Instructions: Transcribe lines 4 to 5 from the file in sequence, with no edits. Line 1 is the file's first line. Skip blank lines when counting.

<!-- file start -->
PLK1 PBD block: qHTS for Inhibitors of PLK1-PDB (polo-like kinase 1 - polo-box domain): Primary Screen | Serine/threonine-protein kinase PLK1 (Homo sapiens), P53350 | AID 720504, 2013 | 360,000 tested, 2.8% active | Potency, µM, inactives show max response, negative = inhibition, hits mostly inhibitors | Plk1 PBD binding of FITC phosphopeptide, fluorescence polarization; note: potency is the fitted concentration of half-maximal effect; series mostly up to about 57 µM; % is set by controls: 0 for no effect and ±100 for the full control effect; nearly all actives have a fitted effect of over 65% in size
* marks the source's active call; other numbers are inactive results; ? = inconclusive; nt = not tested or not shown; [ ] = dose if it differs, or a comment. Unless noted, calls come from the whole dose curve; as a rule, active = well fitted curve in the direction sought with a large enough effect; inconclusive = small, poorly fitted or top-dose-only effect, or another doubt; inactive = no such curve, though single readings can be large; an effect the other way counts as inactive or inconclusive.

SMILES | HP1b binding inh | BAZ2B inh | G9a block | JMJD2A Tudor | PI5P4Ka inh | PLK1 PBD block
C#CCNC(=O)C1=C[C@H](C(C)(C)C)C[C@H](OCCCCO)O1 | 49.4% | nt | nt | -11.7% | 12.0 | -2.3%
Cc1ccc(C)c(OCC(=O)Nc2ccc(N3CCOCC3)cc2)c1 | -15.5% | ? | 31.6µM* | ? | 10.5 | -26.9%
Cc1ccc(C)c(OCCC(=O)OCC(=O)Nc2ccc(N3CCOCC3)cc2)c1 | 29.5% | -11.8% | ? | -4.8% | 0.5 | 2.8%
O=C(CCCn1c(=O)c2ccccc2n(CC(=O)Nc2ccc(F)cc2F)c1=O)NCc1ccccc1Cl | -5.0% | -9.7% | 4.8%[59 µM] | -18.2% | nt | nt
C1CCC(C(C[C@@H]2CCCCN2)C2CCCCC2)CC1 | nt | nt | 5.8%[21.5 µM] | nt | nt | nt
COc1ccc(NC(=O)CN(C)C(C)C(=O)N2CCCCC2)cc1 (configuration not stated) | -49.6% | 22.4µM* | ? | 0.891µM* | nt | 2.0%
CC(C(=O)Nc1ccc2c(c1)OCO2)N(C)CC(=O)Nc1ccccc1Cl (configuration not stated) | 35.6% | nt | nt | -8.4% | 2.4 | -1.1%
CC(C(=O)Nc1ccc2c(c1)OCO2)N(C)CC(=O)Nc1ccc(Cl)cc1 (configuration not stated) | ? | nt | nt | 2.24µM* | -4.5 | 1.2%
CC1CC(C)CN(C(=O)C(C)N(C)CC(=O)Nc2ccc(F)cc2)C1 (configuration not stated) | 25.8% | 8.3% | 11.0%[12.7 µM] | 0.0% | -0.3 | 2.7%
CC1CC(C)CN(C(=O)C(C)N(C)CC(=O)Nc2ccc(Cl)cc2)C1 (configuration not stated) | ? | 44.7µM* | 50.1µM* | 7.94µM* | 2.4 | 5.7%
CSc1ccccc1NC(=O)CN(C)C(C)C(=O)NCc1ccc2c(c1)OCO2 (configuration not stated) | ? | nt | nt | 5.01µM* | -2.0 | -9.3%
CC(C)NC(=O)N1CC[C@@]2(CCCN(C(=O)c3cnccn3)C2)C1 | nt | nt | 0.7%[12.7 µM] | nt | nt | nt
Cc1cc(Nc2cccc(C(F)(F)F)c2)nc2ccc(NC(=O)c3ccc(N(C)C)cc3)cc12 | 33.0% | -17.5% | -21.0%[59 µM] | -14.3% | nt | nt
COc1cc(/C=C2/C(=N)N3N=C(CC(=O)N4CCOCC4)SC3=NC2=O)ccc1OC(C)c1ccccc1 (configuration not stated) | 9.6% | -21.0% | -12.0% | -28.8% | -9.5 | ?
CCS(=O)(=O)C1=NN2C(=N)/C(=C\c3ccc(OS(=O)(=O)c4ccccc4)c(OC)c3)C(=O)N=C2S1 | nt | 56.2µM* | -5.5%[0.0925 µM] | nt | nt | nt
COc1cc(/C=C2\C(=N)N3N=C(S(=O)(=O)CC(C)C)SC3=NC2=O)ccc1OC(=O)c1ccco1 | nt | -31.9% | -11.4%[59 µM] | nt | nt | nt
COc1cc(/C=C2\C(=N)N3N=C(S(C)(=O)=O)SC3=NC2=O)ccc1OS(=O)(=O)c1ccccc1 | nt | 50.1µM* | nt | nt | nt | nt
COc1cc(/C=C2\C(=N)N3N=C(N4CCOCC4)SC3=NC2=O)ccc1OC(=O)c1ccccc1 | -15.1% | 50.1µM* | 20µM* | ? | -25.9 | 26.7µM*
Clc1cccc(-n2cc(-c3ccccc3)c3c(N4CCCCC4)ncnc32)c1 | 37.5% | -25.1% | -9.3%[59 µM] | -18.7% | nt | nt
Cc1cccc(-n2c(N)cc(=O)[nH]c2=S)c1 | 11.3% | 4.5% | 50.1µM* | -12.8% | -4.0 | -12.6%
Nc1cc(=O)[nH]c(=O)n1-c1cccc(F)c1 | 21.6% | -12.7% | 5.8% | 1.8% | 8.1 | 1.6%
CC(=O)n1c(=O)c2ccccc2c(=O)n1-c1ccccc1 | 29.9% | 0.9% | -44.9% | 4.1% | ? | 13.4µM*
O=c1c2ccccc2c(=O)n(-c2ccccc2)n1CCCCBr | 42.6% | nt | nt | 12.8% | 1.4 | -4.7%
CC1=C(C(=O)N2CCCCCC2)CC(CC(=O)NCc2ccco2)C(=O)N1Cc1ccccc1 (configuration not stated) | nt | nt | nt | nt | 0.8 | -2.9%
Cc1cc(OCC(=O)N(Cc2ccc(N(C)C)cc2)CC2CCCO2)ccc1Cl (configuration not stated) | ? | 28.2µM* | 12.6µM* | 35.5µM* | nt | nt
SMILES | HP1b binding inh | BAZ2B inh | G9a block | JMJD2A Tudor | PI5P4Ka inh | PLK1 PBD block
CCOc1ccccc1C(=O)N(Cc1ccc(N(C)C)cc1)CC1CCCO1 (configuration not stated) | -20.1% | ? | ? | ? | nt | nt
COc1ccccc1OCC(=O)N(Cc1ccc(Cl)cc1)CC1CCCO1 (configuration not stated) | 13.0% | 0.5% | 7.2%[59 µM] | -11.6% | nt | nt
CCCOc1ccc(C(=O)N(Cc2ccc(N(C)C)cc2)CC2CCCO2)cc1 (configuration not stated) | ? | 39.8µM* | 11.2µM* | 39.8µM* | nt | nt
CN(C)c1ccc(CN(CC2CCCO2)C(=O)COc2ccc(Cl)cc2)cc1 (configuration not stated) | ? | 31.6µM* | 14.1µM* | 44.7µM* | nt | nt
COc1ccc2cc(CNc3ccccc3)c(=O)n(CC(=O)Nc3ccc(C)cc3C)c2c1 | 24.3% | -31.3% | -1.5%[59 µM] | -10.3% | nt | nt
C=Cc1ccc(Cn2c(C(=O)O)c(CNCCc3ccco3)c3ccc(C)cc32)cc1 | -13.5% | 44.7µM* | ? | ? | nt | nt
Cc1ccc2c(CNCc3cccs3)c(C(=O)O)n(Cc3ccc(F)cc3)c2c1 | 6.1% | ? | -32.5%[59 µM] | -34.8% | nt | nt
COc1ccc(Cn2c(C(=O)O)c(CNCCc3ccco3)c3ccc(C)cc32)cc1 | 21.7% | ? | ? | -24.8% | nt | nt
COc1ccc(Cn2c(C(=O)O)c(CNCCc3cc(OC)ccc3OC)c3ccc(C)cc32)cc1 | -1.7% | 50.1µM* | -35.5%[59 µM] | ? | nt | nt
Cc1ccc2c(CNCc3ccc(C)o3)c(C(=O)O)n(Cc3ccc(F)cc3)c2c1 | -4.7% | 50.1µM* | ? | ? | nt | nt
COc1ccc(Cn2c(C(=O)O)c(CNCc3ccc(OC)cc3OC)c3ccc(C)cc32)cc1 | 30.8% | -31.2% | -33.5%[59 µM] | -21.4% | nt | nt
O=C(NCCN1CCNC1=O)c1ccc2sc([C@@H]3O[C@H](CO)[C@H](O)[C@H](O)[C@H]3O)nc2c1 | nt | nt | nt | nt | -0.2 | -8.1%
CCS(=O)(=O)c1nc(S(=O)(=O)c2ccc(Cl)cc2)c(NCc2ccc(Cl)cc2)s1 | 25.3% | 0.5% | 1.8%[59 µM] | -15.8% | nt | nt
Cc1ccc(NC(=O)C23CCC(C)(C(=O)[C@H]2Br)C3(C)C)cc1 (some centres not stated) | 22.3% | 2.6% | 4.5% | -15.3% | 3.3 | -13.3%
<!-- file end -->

C#CCNC(=O)C1=C[C@H](C(C)(C)C)C[C@H](OCCCCO)O1 | 49.4% | nt | nt | -11.7% | 12.0 | -2.3%
Cc1ccc(C)c(OCC(=O)Nc2ccc(N3CCOCC3)cc2)c1 | -15.5% | ? | 31.6µM* | ? | 10.5 | -26.9%